‘It’s true’: Buffalo Wild Wings sarcastically responds to boneless wings lawsuit

JACKSONVILLE, FL - FEBRUARY 01: Buffalo Wild Wings exterior on February 1, 2018 in Jacksonville, Florida. (Photo by Rick Diamond/Getty Images for Buffalo Wild Wings)

Buffalo Wild Wings is admitting something most customers knew along: their boneless wings are not made from actual chicken wings.

"It’s true," the restaurant chain tweeted Monday. "Our boneless wings are all white meat chicken."

But their sarcasm didn’t stop there.

"Our hamburgers contain no ham. Our buffalo wings are 0% buffalo," the company added.

RELATED: Man sues Buffalo Wild Wings, claims pricey 'boneless wings' are basically nuggets

The clapback comes after a Chicago man sued the restaurant for deceptive marketing saying the boneless wings are basically chicken nuggets and customers are paying too much for them.

Aimen Halim filed the complaint last week against the restaurant and Inspire Brands, Inc. in the U.S. District Court of Northern Illinois.

According to court documents obtained by FOX Television Stations, Halim contends the "boneless wings" are not actually part of a chicken wing but instead "slices of chicken breast meat deep-fried like wings."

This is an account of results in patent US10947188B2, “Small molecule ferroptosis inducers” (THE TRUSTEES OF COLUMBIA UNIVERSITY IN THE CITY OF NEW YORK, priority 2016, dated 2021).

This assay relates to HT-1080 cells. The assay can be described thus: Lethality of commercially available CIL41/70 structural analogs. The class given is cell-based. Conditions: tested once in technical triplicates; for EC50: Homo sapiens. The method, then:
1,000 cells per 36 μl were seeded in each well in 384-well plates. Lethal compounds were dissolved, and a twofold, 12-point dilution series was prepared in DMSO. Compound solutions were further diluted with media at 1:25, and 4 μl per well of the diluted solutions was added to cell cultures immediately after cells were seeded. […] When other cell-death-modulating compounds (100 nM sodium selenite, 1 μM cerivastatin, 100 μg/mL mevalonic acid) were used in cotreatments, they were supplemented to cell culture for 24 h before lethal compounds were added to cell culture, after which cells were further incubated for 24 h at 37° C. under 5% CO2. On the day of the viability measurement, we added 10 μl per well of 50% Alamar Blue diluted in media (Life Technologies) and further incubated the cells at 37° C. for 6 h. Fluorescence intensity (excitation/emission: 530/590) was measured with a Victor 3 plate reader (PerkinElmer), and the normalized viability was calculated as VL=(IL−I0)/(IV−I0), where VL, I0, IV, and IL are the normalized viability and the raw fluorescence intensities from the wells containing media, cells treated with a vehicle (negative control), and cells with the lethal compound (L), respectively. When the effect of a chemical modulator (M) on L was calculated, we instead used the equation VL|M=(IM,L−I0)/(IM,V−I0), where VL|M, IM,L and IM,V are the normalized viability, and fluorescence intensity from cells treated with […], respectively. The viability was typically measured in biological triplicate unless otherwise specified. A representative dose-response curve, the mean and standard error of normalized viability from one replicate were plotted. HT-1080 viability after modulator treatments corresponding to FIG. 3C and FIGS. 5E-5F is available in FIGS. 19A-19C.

"This clear-cut case of false advertising should not be permitted, as consumers should be able to rely on the plain meaning of a product’s name and receive what they are promised," the lawsuit stated.

Halim also contended that had consumers known what the boneless wings are made out of, they would've paid less for them, if at all.

RELATED: Samuel Adams masters non-alcoholic beer with Just the Haze, remasters Boston Lager

Halim claimed he purchased the boneless wings in January, but after learning what they were made of, he said he regretted his decision.

"As a result, Mr. Halim suffered a financial injury as a result of defendants’ false and deceptive conduct," the lawsuit added.

The lawsuit stated that the restaurant chain began selling boneless wings around 2003, and they have become one of the most popular menu items.

The lawsuit cited a New York Times article that said the practice of selling boneless "wings" came from the rising costs of actual chicken wings and the decreasing cost of chicken breasts.

Halim is suing for false and deceptive business practices among other claims.

This story was reported from Los Angeles.